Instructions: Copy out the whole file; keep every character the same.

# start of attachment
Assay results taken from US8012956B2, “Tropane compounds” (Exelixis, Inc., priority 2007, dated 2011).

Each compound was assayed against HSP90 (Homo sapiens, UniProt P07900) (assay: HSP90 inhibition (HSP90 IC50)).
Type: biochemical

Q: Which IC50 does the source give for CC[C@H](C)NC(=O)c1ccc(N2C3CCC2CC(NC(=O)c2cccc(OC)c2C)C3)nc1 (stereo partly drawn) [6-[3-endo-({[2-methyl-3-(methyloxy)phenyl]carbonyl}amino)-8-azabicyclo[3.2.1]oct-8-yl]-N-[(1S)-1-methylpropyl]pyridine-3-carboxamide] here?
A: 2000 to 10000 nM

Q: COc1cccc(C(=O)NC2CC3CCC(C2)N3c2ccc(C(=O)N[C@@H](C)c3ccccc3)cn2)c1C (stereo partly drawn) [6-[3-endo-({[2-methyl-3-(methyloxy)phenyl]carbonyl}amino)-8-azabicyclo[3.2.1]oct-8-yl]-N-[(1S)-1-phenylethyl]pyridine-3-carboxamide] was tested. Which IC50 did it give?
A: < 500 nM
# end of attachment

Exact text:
Assay results taken from US8012956B2, “Tropane compounds” (Exelixis, Inc., priority 2007, dated 2011).

Each compound was assayed against HSP90 (Homo sapiens, UniProt P07900) (assay: HSP90 inhibition (HSP90 IC50)).
Type: biochemical

Q: Which IC50 does the source give for CC[C@H](C)NC(=O)c1ccc(N2C3CCC2CC(NC(=O)c2cccc(OC)c2C)C3)nc1 (stereo partly drawn) [6-[3-endo-({[2-methyl-3-(methyloxy)phenyl]carbonyl}amino)-8-azabicyclo[3.2.1]oct-8-yl]-N-[(1S)-1-methylpropyl]pyridine-3-carboxamide] here?
A: 2000 to 10000 nM

Q: COc1cccc(C(=O)NC2CC3CCC(C2)N3c2ccc(C(=O)N[C@@H](C)c3ccccc3)cn2)c1C (stereo partly drawn) [6-[3-endo-({[2-methyl-3-(methyloxy)phenyl]carbonyl}amino)-8-azabicyclo[3.2.1]oct-8-yl]-N-[(1S)-1-phenylethyl]pyridine-3-carboxamide] was tested. Which IC50 did it give?
A: < 500 nM